Chen, 38, started on his path to comic book heaven in 1996, while attending the University of Michigan. There, he studied everything from economics to organic chemistry, until he found himself skipping class to follow his true passion: web design. Chen says he fell backwards into his life as a professional nerd after he created a fan website for Kevin Smiths movie ‘Clerks,’ which prompted Smith to offer him an internship. Since then, Chen has formed lifelong friendships with Smith and the cast, which includes Bryan Johnson, Michael Zapcic, Walt Flanagan, and Steve-Dave.” This chemistry, Chen says, is what creates the show’s natural feel.
redbankgreen sat down with Chen, who also hosts the show Puck Nuts and is often featured on the podcast Tell em Steve-Dave,” for an installment of our infrequent Human Bites feature, which focuses on people and their passions.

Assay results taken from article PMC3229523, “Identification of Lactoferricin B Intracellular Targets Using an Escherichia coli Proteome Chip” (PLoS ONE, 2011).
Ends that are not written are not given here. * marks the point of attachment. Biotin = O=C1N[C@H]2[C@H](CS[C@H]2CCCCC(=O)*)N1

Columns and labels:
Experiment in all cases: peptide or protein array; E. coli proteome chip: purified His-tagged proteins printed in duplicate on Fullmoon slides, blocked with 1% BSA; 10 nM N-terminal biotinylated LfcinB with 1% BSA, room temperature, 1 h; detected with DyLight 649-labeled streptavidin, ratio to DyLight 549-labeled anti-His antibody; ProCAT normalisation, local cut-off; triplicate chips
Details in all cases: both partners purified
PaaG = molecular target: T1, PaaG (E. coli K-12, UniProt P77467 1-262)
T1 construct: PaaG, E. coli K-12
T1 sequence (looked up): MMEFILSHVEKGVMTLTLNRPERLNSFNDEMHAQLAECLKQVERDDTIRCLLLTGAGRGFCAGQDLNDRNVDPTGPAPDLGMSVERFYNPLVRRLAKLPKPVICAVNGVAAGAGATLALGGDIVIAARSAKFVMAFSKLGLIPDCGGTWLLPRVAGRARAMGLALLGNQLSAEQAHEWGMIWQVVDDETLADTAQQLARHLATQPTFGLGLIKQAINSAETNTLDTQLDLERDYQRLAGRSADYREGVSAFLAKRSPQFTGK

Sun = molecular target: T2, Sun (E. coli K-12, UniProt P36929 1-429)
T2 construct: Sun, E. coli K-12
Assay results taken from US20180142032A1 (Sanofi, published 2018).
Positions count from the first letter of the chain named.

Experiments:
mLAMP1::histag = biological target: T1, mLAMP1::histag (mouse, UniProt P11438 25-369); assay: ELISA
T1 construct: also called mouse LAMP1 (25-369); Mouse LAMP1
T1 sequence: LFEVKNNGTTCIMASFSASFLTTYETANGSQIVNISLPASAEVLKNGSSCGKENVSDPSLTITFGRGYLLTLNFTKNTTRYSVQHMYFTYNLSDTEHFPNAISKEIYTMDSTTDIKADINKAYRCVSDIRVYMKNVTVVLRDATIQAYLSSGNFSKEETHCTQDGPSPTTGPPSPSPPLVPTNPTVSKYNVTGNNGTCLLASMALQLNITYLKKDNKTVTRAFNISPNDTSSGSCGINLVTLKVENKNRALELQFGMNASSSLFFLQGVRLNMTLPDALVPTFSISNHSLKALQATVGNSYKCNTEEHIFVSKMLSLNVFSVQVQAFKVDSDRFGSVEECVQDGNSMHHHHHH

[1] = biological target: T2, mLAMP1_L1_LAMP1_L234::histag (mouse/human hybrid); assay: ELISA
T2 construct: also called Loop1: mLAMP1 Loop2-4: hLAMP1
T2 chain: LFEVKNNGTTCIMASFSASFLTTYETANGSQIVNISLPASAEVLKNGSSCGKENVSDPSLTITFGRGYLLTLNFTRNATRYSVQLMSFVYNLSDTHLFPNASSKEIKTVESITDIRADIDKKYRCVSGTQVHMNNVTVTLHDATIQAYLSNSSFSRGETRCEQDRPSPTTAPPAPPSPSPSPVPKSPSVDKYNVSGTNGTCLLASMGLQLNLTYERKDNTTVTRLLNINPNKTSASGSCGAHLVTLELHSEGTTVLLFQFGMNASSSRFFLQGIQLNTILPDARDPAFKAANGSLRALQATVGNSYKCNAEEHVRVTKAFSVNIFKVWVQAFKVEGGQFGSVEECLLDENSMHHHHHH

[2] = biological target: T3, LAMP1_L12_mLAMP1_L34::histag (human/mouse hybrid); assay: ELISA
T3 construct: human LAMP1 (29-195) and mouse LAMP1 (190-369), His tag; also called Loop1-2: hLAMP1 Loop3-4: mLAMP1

Students from Red Bank and elsewhere participating in a four-way conference in a telepresence room at AT&T Labs in Middletown, above. Coolspeak founder Carlos Ojeda Jr. addresses the students, below. (Photos by Lola Todman. Click to enlarge)
By LOLA TODMAN
Red Bank Charter School Intern
It was not a conventional office day for AT&T labs around the country Thursday. Instead of heading to their offices to deal with business matters, AT&T employees got ready for their fifteenth annual High Tech Day.